Wednesday, May 17, 2023

Summer Weight Covers

 Since 2013 I have made 3 of these light weight blankets. In my previous posts, I always called them blank-o-lets, after my grandson's name for his special blanket when he was young.

This was my first light weight blanket. The fabric is a lawn that I got from Connecting Threads. This blanket was made in 2013. I used it for almost 2 years. The backing is white flannel and it is the perfect weight for summer, although I used it year round to wrap around my shoulders when I needed a little something, especially at night when I would get hot, and then cooled down again. Perfect weight.

See the blog post here for more detail.

Then, in December of 2014, just before my first surgery, I made a new one. The intended use was the same, I just wanted something different.

 And the reason I wanted something different was because this awesome print was available in flannel! I was so in love with this. So, again, I made the top out of light weight voile from Anna Maria Horner's Little Folks voile. This blank-o-let comforted me for 8 years! I have slept with it every night and taken it everywhere with me for those eight years. But now she is getting thin. All the washing and snuggling is wearing her out. I did some repairs on her and was quite surprised to see how thin the flannel has become.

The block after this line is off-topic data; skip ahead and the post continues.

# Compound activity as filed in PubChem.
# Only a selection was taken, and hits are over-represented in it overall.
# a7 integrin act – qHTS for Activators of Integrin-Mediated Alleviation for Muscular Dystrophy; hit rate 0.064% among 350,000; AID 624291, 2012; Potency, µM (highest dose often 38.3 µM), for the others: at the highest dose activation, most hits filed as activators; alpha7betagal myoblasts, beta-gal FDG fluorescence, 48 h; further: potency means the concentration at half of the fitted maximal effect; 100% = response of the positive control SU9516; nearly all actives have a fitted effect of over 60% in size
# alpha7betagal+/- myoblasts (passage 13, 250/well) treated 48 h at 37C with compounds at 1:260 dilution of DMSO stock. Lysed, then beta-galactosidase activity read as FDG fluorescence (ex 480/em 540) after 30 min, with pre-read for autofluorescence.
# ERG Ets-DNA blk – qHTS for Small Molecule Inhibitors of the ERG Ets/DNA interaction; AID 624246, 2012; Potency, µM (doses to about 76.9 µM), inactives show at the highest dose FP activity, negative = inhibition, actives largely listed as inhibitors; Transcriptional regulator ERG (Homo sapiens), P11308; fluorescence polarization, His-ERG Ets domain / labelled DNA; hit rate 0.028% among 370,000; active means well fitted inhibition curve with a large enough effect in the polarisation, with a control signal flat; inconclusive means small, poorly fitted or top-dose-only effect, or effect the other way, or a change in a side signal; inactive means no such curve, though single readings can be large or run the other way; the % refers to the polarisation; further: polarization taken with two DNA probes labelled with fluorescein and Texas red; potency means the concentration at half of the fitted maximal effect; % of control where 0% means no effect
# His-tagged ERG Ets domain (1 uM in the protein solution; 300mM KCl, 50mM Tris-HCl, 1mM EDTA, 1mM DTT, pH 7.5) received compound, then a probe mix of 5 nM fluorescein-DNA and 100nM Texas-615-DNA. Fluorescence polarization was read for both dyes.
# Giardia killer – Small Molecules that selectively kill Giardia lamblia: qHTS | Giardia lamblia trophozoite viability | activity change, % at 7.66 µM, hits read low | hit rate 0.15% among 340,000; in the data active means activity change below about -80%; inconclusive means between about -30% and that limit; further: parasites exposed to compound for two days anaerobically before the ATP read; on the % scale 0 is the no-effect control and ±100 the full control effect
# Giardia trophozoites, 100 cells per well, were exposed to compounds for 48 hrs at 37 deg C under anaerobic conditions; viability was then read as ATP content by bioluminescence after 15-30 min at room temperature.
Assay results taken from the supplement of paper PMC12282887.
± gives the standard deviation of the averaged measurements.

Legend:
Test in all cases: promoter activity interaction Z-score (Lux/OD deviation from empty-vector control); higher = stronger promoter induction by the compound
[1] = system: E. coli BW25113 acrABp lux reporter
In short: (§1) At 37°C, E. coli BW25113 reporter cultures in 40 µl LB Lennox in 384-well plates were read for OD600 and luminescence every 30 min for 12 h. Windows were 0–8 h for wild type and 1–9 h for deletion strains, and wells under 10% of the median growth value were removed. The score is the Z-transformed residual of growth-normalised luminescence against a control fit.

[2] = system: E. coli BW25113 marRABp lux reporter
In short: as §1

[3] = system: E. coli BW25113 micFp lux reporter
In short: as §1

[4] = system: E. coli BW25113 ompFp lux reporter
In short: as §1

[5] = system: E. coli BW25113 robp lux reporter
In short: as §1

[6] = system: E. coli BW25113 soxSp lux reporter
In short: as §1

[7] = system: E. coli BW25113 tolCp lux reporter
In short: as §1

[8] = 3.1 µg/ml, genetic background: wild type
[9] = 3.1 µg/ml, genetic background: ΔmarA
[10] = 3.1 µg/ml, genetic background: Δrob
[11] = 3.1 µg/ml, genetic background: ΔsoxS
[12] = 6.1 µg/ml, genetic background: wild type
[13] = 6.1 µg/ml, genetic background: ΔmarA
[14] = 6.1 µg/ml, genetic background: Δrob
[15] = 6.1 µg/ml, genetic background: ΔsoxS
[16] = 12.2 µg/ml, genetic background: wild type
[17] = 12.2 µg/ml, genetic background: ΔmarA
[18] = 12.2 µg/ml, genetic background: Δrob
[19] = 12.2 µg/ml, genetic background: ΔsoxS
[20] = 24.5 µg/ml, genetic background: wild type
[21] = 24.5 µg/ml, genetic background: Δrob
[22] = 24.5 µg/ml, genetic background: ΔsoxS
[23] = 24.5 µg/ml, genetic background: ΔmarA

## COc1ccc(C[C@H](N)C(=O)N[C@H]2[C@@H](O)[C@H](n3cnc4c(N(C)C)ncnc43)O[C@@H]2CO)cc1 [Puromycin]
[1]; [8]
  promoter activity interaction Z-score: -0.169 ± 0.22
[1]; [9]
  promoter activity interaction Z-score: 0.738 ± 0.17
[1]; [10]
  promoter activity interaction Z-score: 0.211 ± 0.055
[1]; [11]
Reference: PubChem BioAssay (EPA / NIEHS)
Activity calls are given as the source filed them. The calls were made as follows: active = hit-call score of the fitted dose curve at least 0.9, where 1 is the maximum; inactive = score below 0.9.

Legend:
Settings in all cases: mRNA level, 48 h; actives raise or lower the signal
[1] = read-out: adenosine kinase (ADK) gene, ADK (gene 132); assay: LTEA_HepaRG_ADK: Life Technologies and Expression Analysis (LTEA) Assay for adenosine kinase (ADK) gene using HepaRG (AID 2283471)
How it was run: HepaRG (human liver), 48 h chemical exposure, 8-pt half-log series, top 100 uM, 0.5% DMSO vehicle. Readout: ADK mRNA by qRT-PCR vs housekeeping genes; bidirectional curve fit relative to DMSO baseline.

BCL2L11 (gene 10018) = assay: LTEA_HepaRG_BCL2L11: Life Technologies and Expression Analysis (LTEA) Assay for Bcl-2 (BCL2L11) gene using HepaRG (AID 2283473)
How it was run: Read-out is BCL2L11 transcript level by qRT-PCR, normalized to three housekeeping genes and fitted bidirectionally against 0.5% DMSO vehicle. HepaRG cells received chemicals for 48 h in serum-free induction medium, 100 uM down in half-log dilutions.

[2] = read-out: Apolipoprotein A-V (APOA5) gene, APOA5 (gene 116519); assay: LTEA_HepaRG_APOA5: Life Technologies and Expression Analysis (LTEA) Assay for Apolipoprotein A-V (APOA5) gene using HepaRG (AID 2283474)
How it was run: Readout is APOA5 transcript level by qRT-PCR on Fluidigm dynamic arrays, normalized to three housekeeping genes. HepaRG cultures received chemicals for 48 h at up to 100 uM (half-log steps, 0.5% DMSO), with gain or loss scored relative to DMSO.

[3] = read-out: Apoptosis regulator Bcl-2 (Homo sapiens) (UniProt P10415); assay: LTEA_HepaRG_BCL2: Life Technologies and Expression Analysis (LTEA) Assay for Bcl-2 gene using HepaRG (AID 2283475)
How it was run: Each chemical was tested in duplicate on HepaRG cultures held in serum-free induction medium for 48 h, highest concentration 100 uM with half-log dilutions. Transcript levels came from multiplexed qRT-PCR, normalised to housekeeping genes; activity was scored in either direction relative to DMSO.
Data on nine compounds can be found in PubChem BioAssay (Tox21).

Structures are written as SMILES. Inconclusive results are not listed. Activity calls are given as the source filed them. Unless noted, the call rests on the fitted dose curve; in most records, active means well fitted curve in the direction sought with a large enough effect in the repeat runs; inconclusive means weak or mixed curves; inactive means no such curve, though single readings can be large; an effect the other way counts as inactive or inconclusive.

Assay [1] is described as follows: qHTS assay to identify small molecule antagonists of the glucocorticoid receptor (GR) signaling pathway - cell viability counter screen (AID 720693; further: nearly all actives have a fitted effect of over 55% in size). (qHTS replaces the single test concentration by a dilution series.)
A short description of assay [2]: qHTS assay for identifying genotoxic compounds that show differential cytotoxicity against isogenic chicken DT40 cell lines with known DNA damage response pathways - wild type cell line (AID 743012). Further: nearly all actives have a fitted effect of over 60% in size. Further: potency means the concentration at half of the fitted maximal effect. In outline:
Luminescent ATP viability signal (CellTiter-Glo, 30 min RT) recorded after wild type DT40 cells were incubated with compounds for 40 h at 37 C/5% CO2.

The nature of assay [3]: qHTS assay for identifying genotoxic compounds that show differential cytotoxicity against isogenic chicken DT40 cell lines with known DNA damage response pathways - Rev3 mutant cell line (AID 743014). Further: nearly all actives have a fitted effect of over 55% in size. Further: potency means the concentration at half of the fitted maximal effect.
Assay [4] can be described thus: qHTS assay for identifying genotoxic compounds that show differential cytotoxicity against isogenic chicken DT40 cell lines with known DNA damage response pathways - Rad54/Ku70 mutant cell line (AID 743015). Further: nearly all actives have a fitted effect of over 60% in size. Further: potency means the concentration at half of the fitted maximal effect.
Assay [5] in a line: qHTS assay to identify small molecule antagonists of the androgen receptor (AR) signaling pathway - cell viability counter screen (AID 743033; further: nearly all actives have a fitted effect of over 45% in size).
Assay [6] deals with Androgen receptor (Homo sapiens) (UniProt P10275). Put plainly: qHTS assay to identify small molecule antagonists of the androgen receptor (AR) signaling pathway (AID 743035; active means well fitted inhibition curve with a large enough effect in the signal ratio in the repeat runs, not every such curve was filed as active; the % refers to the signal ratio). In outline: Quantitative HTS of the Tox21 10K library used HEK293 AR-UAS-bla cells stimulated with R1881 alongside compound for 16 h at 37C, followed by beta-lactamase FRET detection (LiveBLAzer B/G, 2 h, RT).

See this blog post for more detail.

So now, I found a really pretty fabric and it is not lawn or voile, but I loved it anyway. I used a yard and a half of the main print and a yard of the two coordinating prints to make this:

 This is one of those projects that I make up in my head and when it works out, it is so much better than I though it would be.

This is the main print. The line is Nocturnal by Gingiber for Moda fabrics. It is the coolest print and when I saw it, I couldn't resist. I knew that with the pink and mustard accent fabrics it would be perfect for a new light weight blank-o-let.

This is the selvedge of the fabrics. I got four of these little wordy pieces and saved them all. I put one on the bottom of the front side. I just love it.

And the backing is a well washed and used sheet that my daughter gave me, with the intended use of quilt backing. The fitted sheet was trashed, but the top sheet was in pretty good shape. This was a twin size. Now, this light weight blanket is a wee bit heavier because the fabric on top is heavier than lawn or voile. But, I am hoping it will last as long as the last one, which my husband has claimed as his own. It is a bit heavier than a sheet, and perfect for AC nights or even open window nights when it seems chilly by the early morning hours. As I said, I use it year round. I can't wait until it gets a few washings to soften it further. Oh, and I highly recommend that you prewash your fabrics to pre-shrink them. With no batting in between it matters. Ask me how I know. :)

Talk to you soon.

Wednesday, May 10, 2023

Getting Unstuck

 I have been stuck. Stuck trying to find a way forward with my sewing. I do understand that it comes and it goes and I'm not worried I will never sew again or anything weird like that. And I know why I'm stuck. Grief can do that to a person. I do have some days where I sew, and I enjoy it. Other days, I don't feel like doing anything at all. I have a couple of projects in process. One, I can't seem to muster any enthusiasm for right now, and that's okay. It's more of a winter looking quilt.